More and more people are starting to practice mindfulness. That doesn’t surprise me, considering the huge number of people with stress-related health issues, such as burn-outs, depression, and anxiety. In Holland, one in seven employees suffers from work-related stress, and in the United States, 18% of the population suffers from anxiety.
Do you also experience health issues due to stress at work or in your private life, and do you recognize the following symptoms?
- low energy
- stomach problems
- sore muscles
- chest pain
- fast heart rate
- frequently sick
- low sex drive
- quickly irritated
- difficulty concentrating
- low self-esteem
- suicidal thoughts
If your answer is yes, it might be a good idea to start practicing mindfulness. In this article, I will give you a simple explanation of what mindfulness is and I will give you 10 easy exercises that you can do at home.
What is mindfulness?
Mindfulness is awareness that arises through paying attention, on purpose, in the present moment, non-judgmentally. It’s about knowing what is on your mind. – Jon Kabat-Zinn
Simply put, mindfulness is the ability to be fully present in the moment. Without letting yourself get distracted by thoughts, and without losing yourself in thoughts about the past or the future.
Mindfulness is meditation. It’s a Western approach to Eastern meditation practices and philosophies. But because meditation sounded too ‘spiritual’ to Western people, a group of meditation researchers decided to call it mindfulness.
Although some people still find mindfulness a bit vague, it’s actually a popular practice of many rational people. Bankers, CEOs, and managers regularly practice mindfulness to learn how to deal with their stressful jobs and how to not be guided/controlled by their emotions.
Mindfulness is about being fully present in your body, and being aware of who you are and what you do.
Just think, how often do you try to catch up with your agenda? How fast does another day seem to have gone by? How many times did you drive home without really being aware of what you did on the road?
The majority of people live on autopilot and are controlled by their thoughts.
We worry about the past (“Did I leave a good impression?”, “What if I would have chosen a different study?”) or worry about the future (“Will I have saved enough money?”, Will I ever be able to travel?”).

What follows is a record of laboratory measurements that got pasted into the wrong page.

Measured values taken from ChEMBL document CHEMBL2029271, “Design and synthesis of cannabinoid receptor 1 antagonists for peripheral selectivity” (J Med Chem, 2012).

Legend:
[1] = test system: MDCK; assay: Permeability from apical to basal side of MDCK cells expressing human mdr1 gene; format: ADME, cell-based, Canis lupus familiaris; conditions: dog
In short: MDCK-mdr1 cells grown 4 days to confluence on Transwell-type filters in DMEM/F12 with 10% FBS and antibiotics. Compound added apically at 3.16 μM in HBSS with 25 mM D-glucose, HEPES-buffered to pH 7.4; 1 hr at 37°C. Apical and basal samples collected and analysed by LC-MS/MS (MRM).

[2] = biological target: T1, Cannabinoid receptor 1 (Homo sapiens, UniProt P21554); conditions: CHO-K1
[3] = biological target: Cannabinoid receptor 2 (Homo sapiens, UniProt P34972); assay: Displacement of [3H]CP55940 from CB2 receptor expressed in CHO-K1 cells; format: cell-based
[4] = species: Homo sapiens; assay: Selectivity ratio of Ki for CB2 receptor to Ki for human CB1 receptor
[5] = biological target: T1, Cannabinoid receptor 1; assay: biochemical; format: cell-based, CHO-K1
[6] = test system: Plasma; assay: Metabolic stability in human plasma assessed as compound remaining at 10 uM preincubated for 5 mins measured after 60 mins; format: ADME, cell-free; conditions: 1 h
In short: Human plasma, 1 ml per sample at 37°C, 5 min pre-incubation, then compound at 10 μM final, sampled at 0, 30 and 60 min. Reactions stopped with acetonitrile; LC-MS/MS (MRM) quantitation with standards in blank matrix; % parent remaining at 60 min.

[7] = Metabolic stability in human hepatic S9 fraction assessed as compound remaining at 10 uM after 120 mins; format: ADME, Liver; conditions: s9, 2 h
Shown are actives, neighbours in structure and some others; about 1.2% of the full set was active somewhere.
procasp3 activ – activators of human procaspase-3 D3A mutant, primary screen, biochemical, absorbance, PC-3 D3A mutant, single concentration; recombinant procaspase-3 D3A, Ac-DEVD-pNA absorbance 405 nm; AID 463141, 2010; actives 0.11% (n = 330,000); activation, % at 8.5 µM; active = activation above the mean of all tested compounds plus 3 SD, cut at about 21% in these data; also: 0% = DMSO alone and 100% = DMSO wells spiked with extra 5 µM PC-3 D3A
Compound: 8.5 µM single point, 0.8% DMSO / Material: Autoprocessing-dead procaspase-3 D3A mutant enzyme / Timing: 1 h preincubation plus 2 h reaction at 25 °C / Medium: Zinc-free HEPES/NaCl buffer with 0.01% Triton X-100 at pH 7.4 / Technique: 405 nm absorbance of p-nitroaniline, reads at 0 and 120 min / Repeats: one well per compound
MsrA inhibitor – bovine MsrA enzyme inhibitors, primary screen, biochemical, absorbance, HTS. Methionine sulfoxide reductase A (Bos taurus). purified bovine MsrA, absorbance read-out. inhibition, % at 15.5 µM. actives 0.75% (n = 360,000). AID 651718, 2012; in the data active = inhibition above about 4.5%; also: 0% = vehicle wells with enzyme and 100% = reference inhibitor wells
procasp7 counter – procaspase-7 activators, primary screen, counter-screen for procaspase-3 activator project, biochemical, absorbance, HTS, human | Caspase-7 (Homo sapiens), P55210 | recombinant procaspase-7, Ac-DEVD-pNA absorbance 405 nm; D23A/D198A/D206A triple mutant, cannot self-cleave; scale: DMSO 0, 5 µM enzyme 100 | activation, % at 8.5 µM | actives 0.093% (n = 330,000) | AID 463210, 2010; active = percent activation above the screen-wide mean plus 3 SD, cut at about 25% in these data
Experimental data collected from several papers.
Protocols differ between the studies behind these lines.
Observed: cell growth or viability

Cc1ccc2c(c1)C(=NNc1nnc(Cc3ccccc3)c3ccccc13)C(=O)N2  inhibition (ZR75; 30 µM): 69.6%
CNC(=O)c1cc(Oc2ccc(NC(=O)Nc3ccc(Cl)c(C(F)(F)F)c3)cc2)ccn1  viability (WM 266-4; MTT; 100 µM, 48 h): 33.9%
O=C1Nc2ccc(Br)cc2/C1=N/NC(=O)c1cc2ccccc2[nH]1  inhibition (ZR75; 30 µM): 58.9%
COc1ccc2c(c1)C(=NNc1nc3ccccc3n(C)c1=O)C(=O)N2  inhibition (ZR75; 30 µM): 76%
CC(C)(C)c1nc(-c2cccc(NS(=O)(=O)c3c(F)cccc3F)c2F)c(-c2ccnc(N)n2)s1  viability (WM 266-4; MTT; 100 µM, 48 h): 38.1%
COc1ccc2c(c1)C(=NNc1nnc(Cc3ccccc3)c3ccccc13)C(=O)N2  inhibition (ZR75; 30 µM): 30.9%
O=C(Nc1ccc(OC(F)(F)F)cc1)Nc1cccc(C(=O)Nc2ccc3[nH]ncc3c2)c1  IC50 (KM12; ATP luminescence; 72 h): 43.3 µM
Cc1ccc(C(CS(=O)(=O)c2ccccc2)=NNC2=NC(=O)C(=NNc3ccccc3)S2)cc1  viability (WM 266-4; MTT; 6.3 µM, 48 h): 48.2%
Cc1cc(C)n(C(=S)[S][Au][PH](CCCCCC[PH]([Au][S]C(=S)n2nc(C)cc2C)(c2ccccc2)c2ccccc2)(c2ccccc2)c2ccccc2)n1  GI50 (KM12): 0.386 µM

We often don’t have time to think about what we are doing right now. Or actually, we don’t make time.
But when you do make time, and when you pay attention to what you experience directly through your senses, or when you pay attention to your state of mind and your thoughts (without drifting away on a thought), then you practice mindfulness.
Mindfulness is an ability that every person already possesses. Children, for example, live mostly in the ‘now’. Adults have a little more difficulty doing that. We are prone to so many impulses each day, that we forget what it is like to be in the moment.
Fortunately, you can rediscover this through practice. And the more you practice, the better you become.
What mindfulness is NOT
There are some misunderstandings about mindfulness. Let’s have a look at them.
Mindfulness is not an absence of thoughts
Contrary to what many people expect, mindfulness is not a way to clear your head or have no thoughts.
It’s actually quite impossible not to have thoughts. We have around 80,000 thoughts per day. And the harder we try not to think about something, the more persistent that thought becomes.
For example, if I ask you not to think of a pink elephant. What do you see? Exactly.
The way we deal with these thoughts is what matters. You learn to see that you are not your thoughts. You are the one who observes your thoughts.
That pink elephant can stay in your head if he likes. In fact, if you give him space, he will eventually disappear on its own.
Relaxation is a result of mindfulness, not the goal
Although relaxation is one of the greatest benefits of mindfulness, it’s not the goal. You can be mindful when you are angry, rushed or stressed. Being mindful can help to dissolve anger or stress quicker though.
Mindfulness doesn’t mean that you do nothing
When you are mindful, your brain is active. You give full attention to your senses, your emotions, and your surroundings without forming a judgment. It’s not about doing nothing for a moment. You can practice mindfulness even if you’re fully active, working, eating or driving your car.
Why is mindfulness healthy?
Mindfulness brings many benefits that influence both our private lives and our work. Here are three important ones:
1. Mindfulness reduces stress and heals your body & mind
The biggest advantage of practicing mindfulness is that you reduce stress. Although a little stress can be good, too much stress in your body can lead to a variety of physical and mental problems.
If your body is too stressed, your “fight or flight” mode of your central nervous system is constantly switched on. This means that your body can’t relax and can’t quickly recover. After a while, you become exhausted. You feel unhappy and are often sick.